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Sunday was a rare day. For only the 19th time ever, all four major sports leagues in North America — the MLB, NFL, NHL and NBA — were in action on the same day. President Donald Trump attended Sunday night’s Game 5 of the World Series in Washington, D.C., although he wasn’t greeted kindly. (Here’s Christine Brennan’s USA Today column about Trump’s rough night.)
And yet sports took a backseat to some newsworthy, must-see political TV. Let’s start with a special “60 Minutes” interview.
O’Donnell shines in Joe Biden interview
The big interview of the weekend was Norah O’Donnell’s conversation on Sunday’s “60 Minutes” with Democratic presidential hopeful Joe Biden. While “60 Minutes” always has been a needle-moving TV news show, it’s this kind of interview that reminds us just how influential the iconic show remains.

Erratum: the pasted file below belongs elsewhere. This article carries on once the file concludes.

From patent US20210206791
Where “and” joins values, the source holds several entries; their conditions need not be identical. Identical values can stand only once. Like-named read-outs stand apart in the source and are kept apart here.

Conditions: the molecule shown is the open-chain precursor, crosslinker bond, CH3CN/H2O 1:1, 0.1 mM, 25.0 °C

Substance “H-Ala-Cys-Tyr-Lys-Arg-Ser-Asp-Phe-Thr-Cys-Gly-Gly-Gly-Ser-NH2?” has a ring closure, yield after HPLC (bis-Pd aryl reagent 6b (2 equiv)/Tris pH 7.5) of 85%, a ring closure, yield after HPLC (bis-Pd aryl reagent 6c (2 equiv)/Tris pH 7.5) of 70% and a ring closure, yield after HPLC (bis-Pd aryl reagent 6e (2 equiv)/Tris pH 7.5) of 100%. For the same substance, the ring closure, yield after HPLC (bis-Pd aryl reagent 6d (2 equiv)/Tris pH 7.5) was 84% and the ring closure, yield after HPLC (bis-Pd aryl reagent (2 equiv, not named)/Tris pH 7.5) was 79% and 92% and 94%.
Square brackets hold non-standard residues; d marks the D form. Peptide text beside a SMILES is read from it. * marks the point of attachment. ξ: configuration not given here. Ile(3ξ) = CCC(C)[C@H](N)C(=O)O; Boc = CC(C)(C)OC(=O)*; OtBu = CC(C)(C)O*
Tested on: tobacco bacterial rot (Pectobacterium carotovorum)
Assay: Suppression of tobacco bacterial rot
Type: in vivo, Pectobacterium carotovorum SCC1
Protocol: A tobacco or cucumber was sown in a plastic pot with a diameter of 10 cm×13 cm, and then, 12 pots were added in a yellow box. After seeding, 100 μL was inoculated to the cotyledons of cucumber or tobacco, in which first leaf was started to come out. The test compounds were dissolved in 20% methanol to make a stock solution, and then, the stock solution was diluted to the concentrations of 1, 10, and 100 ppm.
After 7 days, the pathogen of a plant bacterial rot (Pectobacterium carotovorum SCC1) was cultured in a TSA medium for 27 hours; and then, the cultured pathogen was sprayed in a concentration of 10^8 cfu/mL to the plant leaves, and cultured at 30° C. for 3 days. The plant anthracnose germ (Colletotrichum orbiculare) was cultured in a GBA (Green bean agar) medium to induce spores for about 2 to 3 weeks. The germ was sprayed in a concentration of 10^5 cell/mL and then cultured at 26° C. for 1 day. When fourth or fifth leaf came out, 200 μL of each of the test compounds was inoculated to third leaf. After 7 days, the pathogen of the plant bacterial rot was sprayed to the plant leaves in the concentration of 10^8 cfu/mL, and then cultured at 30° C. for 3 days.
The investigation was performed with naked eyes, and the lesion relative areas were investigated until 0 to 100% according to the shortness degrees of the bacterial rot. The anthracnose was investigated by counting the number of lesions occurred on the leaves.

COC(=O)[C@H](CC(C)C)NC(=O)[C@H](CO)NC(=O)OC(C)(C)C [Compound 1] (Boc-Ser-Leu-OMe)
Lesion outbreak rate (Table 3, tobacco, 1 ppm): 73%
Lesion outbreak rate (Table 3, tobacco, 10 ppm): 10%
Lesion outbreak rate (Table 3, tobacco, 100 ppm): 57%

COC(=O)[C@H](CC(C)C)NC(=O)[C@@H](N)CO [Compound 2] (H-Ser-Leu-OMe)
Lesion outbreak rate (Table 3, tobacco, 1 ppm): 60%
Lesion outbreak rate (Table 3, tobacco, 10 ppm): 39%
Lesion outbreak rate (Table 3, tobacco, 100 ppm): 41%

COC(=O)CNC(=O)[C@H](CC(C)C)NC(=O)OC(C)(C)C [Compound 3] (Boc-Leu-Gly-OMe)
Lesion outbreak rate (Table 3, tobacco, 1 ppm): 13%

The Biden interview was outstanding, thanks to O’Donnell. She touched on all of the pertinent topics, including Russian interference into the election, Facebook, and his main Democratic opponents Bernie Sanders and Elizabeth Warren.
But here were the most interesting parts:
Why has Barack Obama not endorsed him?
“I asked him not to,” Biden said. “He said, ‘OK.’ I think it’s better — I think he thinks it’s better for me. I have no doubt when I’m the nominee he’ll be out on the campaign trail for me.”
What would Biden say to Donald Trump after Trump has accused him and his son, Hunter, of being corrupt?
“Mr. President, release your tax returns,” Biden said. “Let’s see how straight you are, OK old buddy? I put out 21 years of mine. So show us your tax returns, bud — wh-what are you hiding? You want to deal with corruption? Start to act like it. Release your tax returns or shut up.”
And, would he be OK with his legacy if he doesn’t become president?
“I’m not worried about my legacy,” Biden said. “What I am worried about is the country. Four years of Donald Trump will be very hard to overcome, but we can. Eight years of Donald Trump will fundamentally change the nature of who we are as a country. And it’ll take a generation — a generation or more for us to get back on track.”